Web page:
By Mikal E. Belicove|For Entrepreneur.com|January 4, 2011
This is the time of year when business strategists are asked to give their take on the future of the web and online entrepreneurship in general. I’ve been asked no less than a dozen times between October and the end of December to prognosticate in writing about trends and predictions for the upcoming year. And to date, I’ve successfully dodged that literary bullet.
But since I’m writing today about game theory, I thought I might segue into that topic by predicting that 2011 will be just like 2010, with more of the same and some new stuff sprinkled in for good measure.
I know this sounds more like a cop-out than a profound prediction, but hear me out. In this New Year, I predict more businesses will employ game theory and gaming mechanics in an attempt to engage with and reward their customers online.
Not familiar with game mechanics or game theory? Ralph Koster, author of Theory of Fun for Game Design, says game mechanics are “rule-based systems / simulations that facilitate and encourage a user to explore and learn the properties of their possibility space through the use of feedback mechanisms.”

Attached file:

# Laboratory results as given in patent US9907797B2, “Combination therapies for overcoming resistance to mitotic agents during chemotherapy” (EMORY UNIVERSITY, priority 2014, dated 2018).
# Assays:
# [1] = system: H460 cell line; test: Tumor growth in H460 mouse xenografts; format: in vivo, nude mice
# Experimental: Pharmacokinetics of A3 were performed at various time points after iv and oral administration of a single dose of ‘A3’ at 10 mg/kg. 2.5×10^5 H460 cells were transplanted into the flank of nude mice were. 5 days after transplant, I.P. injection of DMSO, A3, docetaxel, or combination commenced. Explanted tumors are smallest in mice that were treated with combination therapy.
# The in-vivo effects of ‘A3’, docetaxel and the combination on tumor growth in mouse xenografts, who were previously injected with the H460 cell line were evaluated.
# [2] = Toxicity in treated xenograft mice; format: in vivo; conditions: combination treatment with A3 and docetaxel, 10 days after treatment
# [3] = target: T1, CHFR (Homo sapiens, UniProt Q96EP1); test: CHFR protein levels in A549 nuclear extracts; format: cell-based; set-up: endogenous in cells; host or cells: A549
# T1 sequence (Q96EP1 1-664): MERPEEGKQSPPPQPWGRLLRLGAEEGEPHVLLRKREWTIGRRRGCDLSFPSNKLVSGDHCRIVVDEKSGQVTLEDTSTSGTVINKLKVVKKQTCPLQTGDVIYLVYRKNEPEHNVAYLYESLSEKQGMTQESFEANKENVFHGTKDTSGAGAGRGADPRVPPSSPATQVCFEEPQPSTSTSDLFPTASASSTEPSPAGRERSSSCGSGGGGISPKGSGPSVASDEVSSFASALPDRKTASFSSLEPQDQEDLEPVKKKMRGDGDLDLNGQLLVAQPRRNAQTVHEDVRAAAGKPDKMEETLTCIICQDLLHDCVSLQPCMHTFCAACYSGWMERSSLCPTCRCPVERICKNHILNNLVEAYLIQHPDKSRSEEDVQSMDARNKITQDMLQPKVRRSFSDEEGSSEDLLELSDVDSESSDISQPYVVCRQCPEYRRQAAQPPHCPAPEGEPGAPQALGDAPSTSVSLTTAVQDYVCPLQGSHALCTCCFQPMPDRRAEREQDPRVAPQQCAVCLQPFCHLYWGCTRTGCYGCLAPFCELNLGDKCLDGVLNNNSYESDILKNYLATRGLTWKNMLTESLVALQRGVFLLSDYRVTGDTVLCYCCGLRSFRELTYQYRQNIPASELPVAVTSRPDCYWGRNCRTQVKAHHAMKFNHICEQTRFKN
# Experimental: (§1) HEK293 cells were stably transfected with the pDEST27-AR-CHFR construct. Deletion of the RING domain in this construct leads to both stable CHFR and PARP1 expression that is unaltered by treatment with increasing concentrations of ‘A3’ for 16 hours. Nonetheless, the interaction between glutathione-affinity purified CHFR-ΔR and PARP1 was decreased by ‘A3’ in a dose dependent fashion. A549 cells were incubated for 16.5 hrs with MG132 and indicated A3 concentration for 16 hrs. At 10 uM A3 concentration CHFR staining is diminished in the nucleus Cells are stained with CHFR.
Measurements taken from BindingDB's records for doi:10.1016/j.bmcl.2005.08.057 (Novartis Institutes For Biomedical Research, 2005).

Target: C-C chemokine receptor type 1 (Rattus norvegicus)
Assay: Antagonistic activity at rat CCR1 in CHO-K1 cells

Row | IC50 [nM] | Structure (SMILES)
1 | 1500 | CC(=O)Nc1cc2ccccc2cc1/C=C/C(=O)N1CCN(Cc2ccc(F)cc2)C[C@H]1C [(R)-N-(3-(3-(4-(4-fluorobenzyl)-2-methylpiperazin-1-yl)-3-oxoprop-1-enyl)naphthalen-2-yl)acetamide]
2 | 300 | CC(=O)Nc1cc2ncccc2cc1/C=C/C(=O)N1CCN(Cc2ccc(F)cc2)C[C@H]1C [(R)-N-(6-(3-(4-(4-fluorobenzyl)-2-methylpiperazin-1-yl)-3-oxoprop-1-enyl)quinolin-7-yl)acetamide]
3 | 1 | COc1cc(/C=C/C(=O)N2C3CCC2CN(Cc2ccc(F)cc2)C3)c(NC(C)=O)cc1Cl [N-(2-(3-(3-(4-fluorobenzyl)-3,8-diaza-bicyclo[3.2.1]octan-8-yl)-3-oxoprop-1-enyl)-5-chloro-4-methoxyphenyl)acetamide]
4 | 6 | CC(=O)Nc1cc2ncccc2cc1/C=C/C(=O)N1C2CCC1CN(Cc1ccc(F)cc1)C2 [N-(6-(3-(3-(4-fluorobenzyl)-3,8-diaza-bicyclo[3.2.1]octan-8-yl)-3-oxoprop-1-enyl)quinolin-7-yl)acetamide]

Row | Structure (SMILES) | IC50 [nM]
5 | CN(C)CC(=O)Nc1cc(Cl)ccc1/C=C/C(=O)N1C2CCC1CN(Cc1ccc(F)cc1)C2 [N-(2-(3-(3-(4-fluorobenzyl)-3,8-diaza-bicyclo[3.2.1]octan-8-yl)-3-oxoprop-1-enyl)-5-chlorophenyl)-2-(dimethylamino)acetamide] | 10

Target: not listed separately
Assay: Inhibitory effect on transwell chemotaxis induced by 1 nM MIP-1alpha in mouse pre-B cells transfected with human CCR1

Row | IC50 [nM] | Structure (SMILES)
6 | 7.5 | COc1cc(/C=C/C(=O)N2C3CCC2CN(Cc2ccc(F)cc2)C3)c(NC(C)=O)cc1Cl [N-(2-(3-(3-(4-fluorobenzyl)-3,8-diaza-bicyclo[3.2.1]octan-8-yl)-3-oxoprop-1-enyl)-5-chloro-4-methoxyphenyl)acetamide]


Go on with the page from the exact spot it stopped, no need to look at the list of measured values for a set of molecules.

In conventional terms, think earning rewards for swiping your credit or debit card or staying at a particular hotel or flying a certain airline. Unconventionally – and this is where my prediction comes into play – think affording your customers and prospects accumulating rewards in exchange for engaging via your website (i.e., points, badges, leaderboards, awards, etc.).
These rewards could be bestowed on those visitors who download a white paper, comment on an article or blog post (or tweet one of your blog posts), or share information about your product with a colleague via your web-based email forwarding system. They might get points or a badge just for signing up for your eNewsletter or scheduling and participating in an online demo or sales call.
Sounds great. But when it comes to creating such a system for your start-up/entrepreneurial effort, what’s a fledging company to do? I mean, you’re running a business here. What do you know about web programming — or game theory and game mechanics, for that matter? Does it make sense for you to become an expert in that, as well? No, it does not.
Which is why I recommend working with a third-party GSP (Gamification Service Provider) — perhaps one of these described below:
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